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Essential Asian Pantry Staples – The Ultimate Guide! Learn everything you need to know about the most common ingredients in Asian cuisine.

Asian cuisine is incredibly diverse, offering a rich array of flavors, textures, and colors. However, if you’re just starting out, the variety of unfamiliar ingredients can be overwhelming. Don’t worry! In this blog post, I’ll explain the most common Asian ingredients and show you where to find them, so you’re well-equipped to create delicious Asian dishes.

Soy Sauces and Other Condiments

These are the essential sauces in Asian cuisine!

Asian Sauces
  • Light Soy Sauce: Slightly salty and very versatile. When people generally refer to soy sauce, they mean the light one! There’s also a gluten-free version, called Tamari, available.
  • Dark Soy Sauce: Thicker and sweeter, often used for marinades and dark sauces. Typical for “Drunken Thai Noodles.”
  • Sweet Soy Sauce (Kecap Manis): A thick, syrupy soy sauce with a rich, sweet flavor, commonly used in Indonesian cuisine. It’s perfect for marinades, stir-fries, and as a dipping sauce.
  • Mushroom Sauce: The vegetarian alternative to oyster sauce, popular for seasoning Asian dishes. Often called “Vegetarian Stir Fry Sauce,” it’s primarily made of soy sauce and mushroom extract.
  • Sake: A Japanese alcoholic beverage made from rice. Can be enjoyed straight or used for cooking. High-quality sake can be very expensive, but there is also cooking sake, which is more affordable.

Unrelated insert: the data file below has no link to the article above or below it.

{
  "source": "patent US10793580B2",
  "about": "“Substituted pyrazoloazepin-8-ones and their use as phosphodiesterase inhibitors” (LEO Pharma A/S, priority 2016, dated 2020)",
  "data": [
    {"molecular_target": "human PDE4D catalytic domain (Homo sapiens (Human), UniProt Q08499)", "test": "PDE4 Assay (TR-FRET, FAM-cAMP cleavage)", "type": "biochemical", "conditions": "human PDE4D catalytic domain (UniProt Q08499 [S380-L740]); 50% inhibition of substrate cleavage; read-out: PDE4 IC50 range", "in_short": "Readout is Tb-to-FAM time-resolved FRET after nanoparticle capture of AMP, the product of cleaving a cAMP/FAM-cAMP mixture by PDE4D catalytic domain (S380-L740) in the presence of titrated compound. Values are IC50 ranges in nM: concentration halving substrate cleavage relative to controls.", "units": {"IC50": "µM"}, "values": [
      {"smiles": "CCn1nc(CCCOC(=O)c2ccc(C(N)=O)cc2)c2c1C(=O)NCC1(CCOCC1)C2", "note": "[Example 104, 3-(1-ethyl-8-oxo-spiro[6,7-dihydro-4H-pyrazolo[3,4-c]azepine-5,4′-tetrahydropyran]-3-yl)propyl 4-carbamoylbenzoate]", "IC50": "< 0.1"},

• Mirin: A sweet rice wine from Japan. True mirin contains alcohol, but unfortunately, the non-alcoholic version is often sold in supermarkets. It’s worth a trip to the Asian market for the real thing.

→ Both are needed for Teriyaki Sauce or this Teriyaki Tofu!

miso paste in einer kleinen schale
  • Miso Paste: A fermented paste made from soybeans and salt, using Koji mold for fermentation. Typical in Japanese cuisine.
    • Shiro Miso: White mios, the mildest form, slightly sweet, often used for miso soup.
    • Aka Miso: Red miso paste, fermented longer and therefore much more flavorful.

→ When buying, make sure to check the ingredient list. A good miso paste contains only soybeans, possibly rice, salt, yeast, and Koji culture. I usually pick organic miso paste.


Reis Vermicelli

Tip: You can cook rice noodles directly in hot water or soak them in cold water first. If you soak them in cold water for about 15 minutes, they stick less when cooking.

eine hand hält selbstgemacht udon nudeln
Chinesische Eiernudeln
  • Egg Noodles: Fresh egg noodles are available at Asian markets and taste especially delicious in Lo Mein. They can also be used for ramen. Dried noodles are available for noodle dishes, salads, or soups, with or without egg! They’re practically identical in use.


  • Sushi Rice: A sticky short-grain rice from Japan, used for sushi and poke bowls. The preparation is not easy, but you can learn how to make it perfectly at home with this sushi rice recipe.
  • Long Grain Rice: Jasmine rice and Basmati rice are perfect side dishes for curries or fried rice.

Tip: Asian rice is best cooked in a rice cooker. I like using a small rice cooker, which is perfect for small households (even one portion of rice turns out well). Families might prefer this larger rice cooker model.


  • Rice Paper: Used for summer rolls. Just briefly soak in warm or cold water and fill with vegetables, herbs, and tofu. → Available in large packs at Asian markets for a low price! 😉
Wan Tan Blätter
  • Wonton & Gyoza Wrappers: Wonton wrappers are thin, square dough sheets made from wheat flour, water, and egg, used for stuffed dumplings (wontons) in Chinese cuisine. Gyoza wrappers are round and made without egg, used for gyoza in Japanese cuisine. Both are available frozen at Asian markets or can be made using this homemade gyoza wrapper recipe or this homemade wonton wrapper recipe.